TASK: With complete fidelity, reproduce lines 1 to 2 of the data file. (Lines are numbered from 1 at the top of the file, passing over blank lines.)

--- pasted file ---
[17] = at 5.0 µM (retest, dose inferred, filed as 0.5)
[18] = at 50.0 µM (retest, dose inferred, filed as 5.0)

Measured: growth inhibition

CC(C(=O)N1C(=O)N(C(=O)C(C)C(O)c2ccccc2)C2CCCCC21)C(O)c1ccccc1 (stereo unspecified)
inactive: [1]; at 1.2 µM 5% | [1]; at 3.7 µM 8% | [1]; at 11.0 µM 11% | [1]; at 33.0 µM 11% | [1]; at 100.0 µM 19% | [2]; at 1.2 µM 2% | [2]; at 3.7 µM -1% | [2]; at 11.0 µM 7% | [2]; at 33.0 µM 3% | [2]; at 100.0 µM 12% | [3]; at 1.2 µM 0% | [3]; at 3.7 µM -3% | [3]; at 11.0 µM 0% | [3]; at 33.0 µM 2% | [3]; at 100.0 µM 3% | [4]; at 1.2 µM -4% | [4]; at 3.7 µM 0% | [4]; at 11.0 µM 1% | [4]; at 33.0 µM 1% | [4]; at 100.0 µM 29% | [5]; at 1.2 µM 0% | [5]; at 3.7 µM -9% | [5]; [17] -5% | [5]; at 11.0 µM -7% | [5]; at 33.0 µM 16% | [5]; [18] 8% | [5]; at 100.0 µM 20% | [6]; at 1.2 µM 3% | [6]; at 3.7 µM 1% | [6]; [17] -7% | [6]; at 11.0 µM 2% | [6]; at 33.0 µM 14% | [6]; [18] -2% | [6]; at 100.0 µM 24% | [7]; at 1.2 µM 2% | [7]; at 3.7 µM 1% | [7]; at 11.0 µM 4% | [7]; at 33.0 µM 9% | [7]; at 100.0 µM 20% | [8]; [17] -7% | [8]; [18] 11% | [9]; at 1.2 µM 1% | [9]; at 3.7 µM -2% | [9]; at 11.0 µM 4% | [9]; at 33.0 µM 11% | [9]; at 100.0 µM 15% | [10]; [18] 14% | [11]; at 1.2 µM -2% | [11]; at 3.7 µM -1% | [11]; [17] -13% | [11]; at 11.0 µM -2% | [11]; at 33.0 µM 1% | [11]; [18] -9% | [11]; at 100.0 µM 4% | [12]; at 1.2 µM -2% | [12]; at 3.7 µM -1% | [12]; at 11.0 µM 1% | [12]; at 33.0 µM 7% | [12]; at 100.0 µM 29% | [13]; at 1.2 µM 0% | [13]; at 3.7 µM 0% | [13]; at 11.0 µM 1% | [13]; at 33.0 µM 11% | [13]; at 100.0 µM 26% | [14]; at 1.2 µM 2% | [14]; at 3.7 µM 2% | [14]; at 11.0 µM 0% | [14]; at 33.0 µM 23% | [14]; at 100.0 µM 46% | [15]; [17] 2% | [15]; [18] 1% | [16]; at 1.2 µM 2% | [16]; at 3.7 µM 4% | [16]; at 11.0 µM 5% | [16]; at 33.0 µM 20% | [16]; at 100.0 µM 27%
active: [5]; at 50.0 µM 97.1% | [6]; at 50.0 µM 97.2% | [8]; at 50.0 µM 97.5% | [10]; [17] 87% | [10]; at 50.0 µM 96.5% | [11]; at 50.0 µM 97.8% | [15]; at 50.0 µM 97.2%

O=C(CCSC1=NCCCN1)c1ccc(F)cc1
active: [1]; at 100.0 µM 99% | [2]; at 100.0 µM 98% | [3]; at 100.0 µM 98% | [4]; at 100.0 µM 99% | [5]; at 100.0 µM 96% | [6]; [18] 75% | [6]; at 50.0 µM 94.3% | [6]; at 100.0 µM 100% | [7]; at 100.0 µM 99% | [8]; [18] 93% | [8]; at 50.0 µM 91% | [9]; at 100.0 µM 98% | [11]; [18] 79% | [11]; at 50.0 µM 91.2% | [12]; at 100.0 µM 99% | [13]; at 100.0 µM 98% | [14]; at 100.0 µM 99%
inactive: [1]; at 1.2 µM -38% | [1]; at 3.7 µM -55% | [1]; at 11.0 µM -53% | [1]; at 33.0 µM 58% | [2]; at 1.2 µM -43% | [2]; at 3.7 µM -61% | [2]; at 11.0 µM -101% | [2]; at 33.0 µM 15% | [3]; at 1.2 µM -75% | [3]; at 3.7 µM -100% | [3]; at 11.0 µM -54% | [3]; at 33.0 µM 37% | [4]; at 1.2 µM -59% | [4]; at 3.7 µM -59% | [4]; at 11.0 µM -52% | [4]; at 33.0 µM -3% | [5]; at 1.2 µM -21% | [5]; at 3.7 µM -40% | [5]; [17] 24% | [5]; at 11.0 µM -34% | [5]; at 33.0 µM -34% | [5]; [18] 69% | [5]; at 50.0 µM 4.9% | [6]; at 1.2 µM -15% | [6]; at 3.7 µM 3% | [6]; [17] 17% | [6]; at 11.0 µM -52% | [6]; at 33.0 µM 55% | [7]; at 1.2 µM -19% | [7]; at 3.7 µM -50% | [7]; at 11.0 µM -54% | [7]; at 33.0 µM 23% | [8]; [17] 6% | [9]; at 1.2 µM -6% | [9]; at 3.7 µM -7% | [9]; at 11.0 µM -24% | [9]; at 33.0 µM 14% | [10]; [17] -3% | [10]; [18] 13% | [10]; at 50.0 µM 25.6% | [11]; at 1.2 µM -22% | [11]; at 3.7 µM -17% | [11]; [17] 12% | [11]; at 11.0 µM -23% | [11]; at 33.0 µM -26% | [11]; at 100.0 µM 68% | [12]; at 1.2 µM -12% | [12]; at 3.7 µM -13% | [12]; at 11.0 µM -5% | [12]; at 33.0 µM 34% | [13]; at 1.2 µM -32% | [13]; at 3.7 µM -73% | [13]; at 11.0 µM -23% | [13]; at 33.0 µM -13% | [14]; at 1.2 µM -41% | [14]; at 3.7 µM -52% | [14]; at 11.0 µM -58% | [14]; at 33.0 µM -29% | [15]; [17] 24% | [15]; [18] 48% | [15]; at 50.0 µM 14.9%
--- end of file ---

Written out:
[17] = at 5.0 µM (retest, dose inferred, filed as 0.5)
[18] = at 50.0 µM (retest, dose inferred, filed as 5.0)